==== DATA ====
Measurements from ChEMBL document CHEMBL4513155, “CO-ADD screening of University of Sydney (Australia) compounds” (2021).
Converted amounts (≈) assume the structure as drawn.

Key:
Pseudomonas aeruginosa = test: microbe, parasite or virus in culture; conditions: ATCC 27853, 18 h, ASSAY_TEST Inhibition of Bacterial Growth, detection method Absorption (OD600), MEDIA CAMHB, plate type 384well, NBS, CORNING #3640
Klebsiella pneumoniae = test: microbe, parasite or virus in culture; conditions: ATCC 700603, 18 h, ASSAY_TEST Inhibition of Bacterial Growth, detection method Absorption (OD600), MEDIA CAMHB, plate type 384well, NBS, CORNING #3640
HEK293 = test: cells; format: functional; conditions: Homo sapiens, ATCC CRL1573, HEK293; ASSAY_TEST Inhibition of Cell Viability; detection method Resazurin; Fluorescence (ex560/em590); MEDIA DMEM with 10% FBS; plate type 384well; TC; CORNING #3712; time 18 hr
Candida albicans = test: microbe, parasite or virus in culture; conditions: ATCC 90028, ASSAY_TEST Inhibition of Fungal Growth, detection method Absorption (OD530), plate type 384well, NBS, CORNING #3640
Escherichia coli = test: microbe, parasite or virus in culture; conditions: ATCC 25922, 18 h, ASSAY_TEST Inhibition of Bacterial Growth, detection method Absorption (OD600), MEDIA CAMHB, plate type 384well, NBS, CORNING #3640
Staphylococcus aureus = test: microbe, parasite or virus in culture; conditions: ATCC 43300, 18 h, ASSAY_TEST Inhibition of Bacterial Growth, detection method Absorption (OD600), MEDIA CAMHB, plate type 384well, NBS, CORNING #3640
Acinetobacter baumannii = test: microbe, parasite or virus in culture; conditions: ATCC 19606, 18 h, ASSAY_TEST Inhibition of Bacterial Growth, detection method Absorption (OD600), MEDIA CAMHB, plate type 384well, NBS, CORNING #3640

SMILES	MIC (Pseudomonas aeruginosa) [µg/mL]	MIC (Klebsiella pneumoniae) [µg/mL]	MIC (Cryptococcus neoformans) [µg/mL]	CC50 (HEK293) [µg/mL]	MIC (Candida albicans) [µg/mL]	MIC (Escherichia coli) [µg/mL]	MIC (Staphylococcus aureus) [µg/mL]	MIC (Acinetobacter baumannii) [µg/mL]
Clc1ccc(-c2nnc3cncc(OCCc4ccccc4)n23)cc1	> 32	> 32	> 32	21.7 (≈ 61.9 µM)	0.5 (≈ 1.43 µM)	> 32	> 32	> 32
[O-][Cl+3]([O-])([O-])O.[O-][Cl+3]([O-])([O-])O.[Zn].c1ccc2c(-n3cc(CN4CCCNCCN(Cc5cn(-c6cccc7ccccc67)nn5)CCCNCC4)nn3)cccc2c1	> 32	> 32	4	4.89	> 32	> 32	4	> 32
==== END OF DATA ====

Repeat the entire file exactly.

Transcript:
Measurements from ChEMBL document CHEMBL4513155, “CO-ADD screening of University of Sydney (Australia) compounds” (2021).
Converted amounts (≈) assume the structure as drawn.

Key:
Pseudomonas aeruginosa = test: microbe, parasite or virus in culture; conditions: ATCC 27853, 18 h, ASSAY_TEST Inhibition of Bacterial Growth, detection method Absorption (OD600), MEDIA CAMHB, plate type 384well, NBS, CORNING #3640
Klebsiella pneumoniae = test: microbe, parasite or virus in culture; conditions: ATCC 700603, 18 h, ASSAY_TEST Inhibition of Bacterial Growth, detection method Absorption (OD600), MEDIA CAMHB, plate type 384well, NBS, CORNING #3640
HEK293 = test: cells; format: functional; conditions: Homo sapiens, ATCC CRL1573, HEK293; ASSAY_TEST Inhibition of Cell Viability; detection method Resazurin; Fluorescence (ex560/em590); MEDIA DMEM with 10% FBS; plate type 384well; TC; CORNING #3712; time 18 hr
Candida albicans = test: microbe, parasite or virus in culture; conditions: ATCC 90028, ASSAY_TEST Inhibition of Fungal Growth, detection method Absorption (OD530), plate type 384well, NBS, CORNING #3640
Escherichia coli = test: microbe, parasite or virus in culture; conditions: ATCC 25922, 18 h, ASSAY_TEST Inhibition of Bacterial Growth, detection method Absorption (OD600), MEDIA CAMHB, plate type 384well, NBS, CORNING #3640
Staphylococcus aureus = test: microbe, parasite or virus in culture; conditions: ATCC 43300, 18 h, ASSAY_TEST Inhibition of Bacterial Growth, detection method Absorption (OD600), MEDIA CAMHB, plate type 384well, NBS, CORNING #3640
Acinetobacter baumannii = test: microbe, parasite or virus in culture; conditions: ATCC 19606, 18 h, ASSAY_TEST Inhibition of Bacterial Growth, detection method Absorption (OD600), MEDIA CAMHB, plate type 384well, NBS, CORNING #3640

SMILES	MIC (Pseudomonas aeruginosa) [µg/mL]	MIC (Klebsiella pneumoniae) [µg/mL]	MIC (Cryptococcus neoformans) [µg/mL]	CC50 (HEK293) [µg/mL]	MIC (Candida albicans) [µg/mL]	MIC (Escherichia coli) [µg/mL]	MIC (Staphylococcus aureus) [µg/mL]	MIC (Acinetobacter baumannii) [µg/mL]
Clc1ccc(-c2nnc3cncc(OCCc4ccccc4)n23)cc1	> 32	> 32	> 32	21.7 (≈ 61.9 µM)	0.5 (≈ 1.43 µM)	> 32	> 32	> 32
[O-][Cl+3]([O-])([O-])O.[O-][Cl+3]([O-])([O-])O.[Zn].c1ccc2c(-n3cc(CN4CCCNCCN(Cc5cn(-c6cccc7ccccc67)nn5)CCCNCC4)nn3)cccc2c1	> 32	> 32	4	4.89	> 32	> 32	4	> 32